My late beloved father, John Murphy, on one of his beloved tractors. 1932-2016

To everything under heaven there is a season, A time for every purpose under heaven.

A time to be born, And a time to die.

Ecclesiastes 3: 1-2a

I have been putting off writing this post. I mean, how could I even begin to convey what a  whirlwind of a month it has been? I feel ten years older and when I look in the mirror, it seems confirmed.

A phone call, a race to the emergency room to a major trauma center, days and nights in the waiting room, listening to the doctor's rounds as the prognosis becomes grimmer and grimmer...and then, making the excruciating decision with my family that according to his wishes we should let him go and not continue to suffer. Finally, after singing, kissing, rubbing his hardworking hand I watched his chest rise one final time and not breathe out. Dad's time under heaven was over, and he was transferred to his heavenly domain.

One minute my Dad was an energetic, even vibrant 84 year old man. The next time I see him, he is telling me he is dying. I said, "Daddy, no you're not," But in my heart, I knew he was right.

In a moment our lives have been turned upside down. I had so much admiration for him and was proud to have been his daughter. His wonderful career as a Professional Engineer, all the accolades for his  pulls, and pristine antique tractor restorations suddenly became unimportant in the light of life and death.

Mom is having trouble comprehending why this happened. If only he had not insisted on going out to hunt for that deer. She tried to tell him not to go, but he went anyway. He didn't mean to fall off the tree stand or to shatter his spine and break just about every rib. Sure, he would not have gone if he knew that was going to happen.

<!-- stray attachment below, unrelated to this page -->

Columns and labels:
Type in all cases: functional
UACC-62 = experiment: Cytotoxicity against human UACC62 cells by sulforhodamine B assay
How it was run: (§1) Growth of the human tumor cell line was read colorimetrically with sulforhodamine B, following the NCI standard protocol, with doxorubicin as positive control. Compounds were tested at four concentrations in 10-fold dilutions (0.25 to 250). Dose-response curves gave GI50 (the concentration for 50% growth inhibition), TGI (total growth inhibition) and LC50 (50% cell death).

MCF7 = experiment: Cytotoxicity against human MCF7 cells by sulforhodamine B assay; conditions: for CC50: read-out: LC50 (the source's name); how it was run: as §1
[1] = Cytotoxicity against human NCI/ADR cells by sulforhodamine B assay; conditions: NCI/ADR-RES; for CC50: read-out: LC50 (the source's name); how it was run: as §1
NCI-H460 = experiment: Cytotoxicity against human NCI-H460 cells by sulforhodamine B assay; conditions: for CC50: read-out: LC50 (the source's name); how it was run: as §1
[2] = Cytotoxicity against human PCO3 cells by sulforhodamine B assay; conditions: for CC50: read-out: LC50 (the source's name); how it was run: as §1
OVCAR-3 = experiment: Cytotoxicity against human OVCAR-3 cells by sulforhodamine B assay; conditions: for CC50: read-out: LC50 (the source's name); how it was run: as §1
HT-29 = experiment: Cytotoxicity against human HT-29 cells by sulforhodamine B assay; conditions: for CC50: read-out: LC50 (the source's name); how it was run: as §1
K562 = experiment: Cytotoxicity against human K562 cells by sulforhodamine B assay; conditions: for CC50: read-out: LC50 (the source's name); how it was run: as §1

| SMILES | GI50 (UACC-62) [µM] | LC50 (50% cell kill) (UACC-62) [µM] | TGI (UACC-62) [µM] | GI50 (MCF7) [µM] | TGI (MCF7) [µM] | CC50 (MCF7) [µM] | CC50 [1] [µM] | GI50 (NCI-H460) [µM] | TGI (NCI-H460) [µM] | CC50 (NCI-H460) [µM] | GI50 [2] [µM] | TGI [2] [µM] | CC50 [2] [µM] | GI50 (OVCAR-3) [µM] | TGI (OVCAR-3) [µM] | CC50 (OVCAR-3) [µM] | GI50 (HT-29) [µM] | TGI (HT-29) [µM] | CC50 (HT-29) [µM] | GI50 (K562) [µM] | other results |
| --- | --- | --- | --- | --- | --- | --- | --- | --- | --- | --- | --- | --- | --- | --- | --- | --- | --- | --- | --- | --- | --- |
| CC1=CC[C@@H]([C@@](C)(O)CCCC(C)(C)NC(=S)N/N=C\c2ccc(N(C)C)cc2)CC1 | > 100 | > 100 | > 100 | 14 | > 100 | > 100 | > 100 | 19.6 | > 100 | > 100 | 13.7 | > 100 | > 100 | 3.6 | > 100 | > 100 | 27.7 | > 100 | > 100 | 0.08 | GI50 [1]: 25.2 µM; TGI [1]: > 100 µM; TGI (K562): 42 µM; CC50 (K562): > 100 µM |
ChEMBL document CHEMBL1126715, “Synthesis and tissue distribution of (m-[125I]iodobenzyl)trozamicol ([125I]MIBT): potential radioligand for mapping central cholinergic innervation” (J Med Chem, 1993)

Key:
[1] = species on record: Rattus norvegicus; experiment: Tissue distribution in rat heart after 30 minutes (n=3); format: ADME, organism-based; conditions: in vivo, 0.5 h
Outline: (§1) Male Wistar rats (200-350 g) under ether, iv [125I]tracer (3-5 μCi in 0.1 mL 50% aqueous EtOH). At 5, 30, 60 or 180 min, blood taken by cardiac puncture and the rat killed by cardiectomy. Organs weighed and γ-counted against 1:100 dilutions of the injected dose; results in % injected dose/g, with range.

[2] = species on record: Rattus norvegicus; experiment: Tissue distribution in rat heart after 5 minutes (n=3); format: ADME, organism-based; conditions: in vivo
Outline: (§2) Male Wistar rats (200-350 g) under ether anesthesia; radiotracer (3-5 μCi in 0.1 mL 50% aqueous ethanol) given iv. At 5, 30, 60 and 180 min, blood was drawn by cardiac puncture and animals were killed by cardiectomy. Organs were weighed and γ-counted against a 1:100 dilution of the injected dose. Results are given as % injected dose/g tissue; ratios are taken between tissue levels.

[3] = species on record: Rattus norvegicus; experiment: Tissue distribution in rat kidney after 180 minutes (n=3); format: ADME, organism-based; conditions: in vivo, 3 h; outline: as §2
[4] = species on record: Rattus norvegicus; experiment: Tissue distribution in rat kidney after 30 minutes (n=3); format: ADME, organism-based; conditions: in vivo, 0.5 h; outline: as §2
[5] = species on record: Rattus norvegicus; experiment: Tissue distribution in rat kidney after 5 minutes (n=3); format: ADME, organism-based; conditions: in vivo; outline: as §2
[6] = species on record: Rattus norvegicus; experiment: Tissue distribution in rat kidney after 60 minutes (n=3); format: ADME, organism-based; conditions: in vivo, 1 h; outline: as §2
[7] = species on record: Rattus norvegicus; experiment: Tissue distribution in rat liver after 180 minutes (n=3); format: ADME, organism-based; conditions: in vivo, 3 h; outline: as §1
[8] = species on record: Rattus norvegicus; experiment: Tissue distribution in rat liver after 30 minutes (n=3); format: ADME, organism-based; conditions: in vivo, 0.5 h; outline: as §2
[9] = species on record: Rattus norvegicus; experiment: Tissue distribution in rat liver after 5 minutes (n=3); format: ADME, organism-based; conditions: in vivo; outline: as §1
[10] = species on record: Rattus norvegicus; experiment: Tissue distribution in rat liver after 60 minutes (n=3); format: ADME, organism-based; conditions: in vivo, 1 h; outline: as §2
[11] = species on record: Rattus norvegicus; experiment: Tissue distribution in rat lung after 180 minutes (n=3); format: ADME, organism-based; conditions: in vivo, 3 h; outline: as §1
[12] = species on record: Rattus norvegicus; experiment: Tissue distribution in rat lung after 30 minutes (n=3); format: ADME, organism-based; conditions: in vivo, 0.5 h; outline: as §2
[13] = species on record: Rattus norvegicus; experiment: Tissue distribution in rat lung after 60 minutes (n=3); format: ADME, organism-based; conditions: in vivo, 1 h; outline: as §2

But the Preacher of Ecclesiastes said there is a time for everything under heaven, even a time to die. No one wants to think about our future date with this event, but unless the Lord calls us up in the rapture, we each will have our own individual appointment with this time under heaven.

The most important thing was not that Dad could have avoided falling, but he had made sure that his soul was ready for that appointment, whenever it would come.

In just one single moment of time, Dad placed his faith in the Lord Jesus Christ, trusted that Christ had paid for his sins and that Christ was the risen and triumphant Son of God.

In that second, Dad had a heavenly hope. Sure, Dad rose from poverty to a life of ease in the life he built for us all in his successful career. But he knew that there was something beyond this life, something beyond having a comfortable life, a life in eternity with the Lord Jesus.

Once, when I was a little girl, Daddy and I talked about salvation and I knew he wanted to talk to his aging mother about his faith. His mother lived far away in a nursing home in Iowa. He stopped there on the way home from a business trip. That night, as we sat on our old red couch together, he suddenly trembled, with tears welling up in his blue eyes and said, "Megan, we shared words about God," and broke down crying. I never felt closer to him in all my life at that point than I did at that moment.  I'd never saw him cry before, my world travelling father with such a demanding career.  I started to cry too as we hugged each other, realizing this life is only a temporary stop on our way to a permanent home in the heavenlies with our Savior. 

He realized what was really important in life. As time wore on, Dad became more and more outspoken in his prayers and sharing with others. In retirement years, he and my Mom started each day with devotions and prayers and he donated generously to the Gideons, knowing the great importance of sharing God's Word with a lost and dying world.

I know that nothing, nothing, would make my Dad happier than knowing even one person would also come to believe in Christ as their Savior as a result of hearing this sad, but hopeful story. Though it was my dear father's own appointed time, if the story of God's free gift of salvation is shouted forth to the world, he and the angels will rejoice.

Verily, verily I say unto you, he that heareth My word, and believeth on Him that sent Me, hath everlasting life, and shall not come into condemnation, but is passed from death unto life. John 5:24*

And the Spirit and the bride say, Come. And let him that heareth say, Come. And let him who is athirst come. And whosoever will let him take of the water of life freely. Revelation 22:17*

(*emphasis mine)